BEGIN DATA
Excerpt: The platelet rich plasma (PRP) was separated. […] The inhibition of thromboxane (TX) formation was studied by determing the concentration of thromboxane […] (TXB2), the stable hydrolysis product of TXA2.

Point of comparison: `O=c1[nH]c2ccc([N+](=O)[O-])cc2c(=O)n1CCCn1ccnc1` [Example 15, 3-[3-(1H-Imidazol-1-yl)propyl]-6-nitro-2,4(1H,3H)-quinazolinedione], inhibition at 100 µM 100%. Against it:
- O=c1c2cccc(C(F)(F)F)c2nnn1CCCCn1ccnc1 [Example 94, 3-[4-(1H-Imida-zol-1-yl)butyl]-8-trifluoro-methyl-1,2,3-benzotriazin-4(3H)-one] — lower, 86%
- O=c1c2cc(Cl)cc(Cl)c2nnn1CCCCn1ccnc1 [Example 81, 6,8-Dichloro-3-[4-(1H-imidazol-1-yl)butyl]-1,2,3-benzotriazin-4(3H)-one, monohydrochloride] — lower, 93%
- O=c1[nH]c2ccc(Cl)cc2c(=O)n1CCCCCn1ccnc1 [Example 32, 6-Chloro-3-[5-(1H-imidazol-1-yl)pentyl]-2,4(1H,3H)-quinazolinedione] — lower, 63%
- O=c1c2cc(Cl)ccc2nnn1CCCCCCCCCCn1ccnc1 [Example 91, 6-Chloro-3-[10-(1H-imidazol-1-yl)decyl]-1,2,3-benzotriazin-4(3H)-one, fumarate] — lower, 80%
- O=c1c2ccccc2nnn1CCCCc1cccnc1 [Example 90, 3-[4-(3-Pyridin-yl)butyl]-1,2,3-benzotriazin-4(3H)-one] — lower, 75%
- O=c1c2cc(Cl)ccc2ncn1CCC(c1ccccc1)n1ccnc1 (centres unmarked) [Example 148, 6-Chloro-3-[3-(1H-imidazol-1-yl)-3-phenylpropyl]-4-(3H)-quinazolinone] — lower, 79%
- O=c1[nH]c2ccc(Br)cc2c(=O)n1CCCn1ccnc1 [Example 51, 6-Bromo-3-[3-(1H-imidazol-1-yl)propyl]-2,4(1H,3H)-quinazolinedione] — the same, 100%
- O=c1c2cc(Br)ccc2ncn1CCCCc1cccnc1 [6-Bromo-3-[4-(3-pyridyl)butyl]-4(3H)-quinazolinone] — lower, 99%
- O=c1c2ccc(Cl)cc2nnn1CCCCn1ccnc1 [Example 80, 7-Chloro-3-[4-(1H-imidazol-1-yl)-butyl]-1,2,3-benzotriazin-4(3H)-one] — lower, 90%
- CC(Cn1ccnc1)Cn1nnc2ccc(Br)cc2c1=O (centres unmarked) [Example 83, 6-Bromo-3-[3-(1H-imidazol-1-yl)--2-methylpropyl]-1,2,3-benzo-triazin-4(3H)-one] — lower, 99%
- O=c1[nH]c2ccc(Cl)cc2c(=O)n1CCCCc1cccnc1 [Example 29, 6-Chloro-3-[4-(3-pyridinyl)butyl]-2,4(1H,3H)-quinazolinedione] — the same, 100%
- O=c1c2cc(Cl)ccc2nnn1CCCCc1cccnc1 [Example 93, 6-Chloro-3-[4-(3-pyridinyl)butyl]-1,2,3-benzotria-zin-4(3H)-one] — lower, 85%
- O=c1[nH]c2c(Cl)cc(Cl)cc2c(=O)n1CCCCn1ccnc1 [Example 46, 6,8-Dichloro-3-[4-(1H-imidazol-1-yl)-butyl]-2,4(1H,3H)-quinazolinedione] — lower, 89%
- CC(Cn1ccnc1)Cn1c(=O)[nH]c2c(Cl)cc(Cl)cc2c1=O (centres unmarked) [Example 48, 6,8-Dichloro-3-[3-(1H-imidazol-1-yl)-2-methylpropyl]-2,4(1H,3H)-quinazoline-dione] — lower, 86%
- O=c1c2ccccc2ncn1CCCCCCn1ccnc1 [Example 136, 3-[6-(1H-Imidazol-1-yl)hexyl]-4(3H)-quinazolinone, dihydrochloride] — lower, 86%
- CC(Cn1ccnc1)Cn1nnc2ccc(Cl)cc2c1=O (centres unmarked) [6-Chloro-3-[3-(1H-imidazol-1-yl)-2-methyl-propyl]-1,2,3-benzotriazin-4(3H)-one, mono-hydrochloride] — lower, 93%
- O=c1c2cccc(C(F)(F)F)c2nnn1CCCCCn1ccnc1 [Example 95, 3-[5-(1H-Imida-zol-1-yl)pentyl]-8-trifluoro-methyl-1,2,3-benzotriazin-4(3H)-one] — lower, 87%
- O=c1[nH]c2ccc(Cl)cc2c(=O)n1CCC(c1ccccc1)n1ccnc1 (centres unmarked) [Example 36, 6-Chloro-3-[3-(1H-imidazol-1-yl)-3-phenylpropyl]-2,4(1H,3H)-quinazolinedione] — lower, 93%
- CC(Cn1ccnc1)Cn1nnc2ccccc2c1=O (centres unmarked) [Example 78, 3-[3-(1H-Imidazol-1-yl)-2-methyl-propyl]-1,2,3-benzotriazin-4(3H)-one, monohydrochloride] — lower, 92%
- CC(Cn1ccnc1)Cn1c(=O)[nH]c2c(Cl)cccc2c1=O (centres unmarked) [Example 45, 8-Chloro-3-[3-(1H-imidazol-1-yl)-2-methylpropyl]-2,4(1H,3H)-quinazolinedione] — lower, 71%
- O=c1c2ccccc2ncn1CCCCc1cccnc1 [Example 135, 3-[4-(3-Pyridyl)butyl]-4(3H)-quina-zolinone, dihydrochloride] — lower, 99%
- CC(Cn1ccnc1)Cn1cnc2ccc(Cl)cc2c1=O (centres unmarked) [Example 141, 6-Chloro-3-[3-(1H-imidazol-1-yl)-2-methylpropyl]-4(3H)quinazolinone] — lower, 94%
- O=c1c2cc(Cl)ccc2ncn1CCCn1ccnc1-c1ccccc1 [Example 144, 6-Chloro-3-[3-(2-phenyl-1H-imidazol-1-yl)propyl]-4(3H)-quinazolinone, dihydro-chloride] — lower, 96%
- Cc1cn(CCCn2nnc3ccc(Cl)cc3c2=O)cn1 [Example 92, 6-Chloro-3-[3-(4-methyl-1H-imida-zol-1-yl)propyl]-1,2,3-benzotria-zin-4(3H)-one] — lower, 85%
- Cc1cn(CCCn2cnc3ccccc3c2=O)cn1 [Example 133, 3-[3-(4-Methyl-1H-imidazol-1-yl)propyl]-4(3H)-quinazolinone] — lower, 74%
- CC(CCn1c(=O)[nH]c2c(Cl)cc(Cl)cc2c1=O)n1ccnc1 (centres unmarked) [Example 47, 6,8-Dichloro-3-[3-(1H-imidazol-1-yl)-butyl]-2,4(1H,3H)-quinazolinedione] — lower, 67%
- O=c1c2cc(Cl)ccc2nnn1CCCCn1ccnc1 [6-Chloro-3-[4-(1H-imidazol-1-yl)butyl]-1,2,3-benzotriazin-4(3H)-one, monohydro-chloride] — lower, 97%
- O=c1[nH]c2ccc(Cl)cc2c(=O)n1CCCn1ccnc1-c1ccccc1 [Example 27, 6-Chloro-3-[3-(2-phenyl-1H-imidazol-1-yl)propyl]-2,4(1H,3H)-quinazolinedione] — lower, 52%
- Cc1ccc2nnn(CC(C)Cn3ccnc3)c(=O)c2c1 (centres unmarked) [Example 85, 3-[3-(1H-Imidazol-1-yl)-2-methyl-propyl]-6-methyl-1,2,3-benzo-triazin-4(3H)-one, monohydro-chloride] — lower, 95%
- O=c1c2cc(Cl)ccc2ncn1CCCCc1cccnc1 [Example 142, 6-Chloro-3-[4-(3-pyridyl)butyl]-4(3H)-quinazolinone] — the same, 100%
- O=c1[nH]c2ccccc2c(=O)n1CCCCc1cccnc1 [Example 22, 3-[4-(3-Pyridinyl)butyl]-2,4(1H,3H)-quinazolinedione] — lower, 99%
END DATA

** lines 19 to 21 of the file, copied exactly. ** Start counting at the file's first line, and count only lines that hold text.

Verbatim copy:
- O=c1c2cccc(C(F)(F)F)c2nnn1CCCCCn1ccnc1 [Example 95, 3-[5-(1H-Imida-zol-1-yl)pentyl]-8-trifluoro-methyl-1,2,3-benzotriazin-4(3H)-one] — lower, 87%
- O=c1[nH]c2ccc(Cl)cc2c(=O)n1CCC(c1ccccc1)n1ccnc1 (centres unmarked) [Example 36, 6-Chloro-3-[3-(1H-imidazol-1-yl)-3-phenylpropyl]-2,4(1H,3H)-quinazolinedione] — lower, 93%
- CC(Cn1ccnc1)Cn1nnc2ccccc2c1=O (centres unmarked) [Example 78, 3-[3-(1H-Imidazol-1-yl)-2-methyl-propyl]-1,2,3-benzotriazin-4(3H)-one, monohydrochloride] — lower, 92%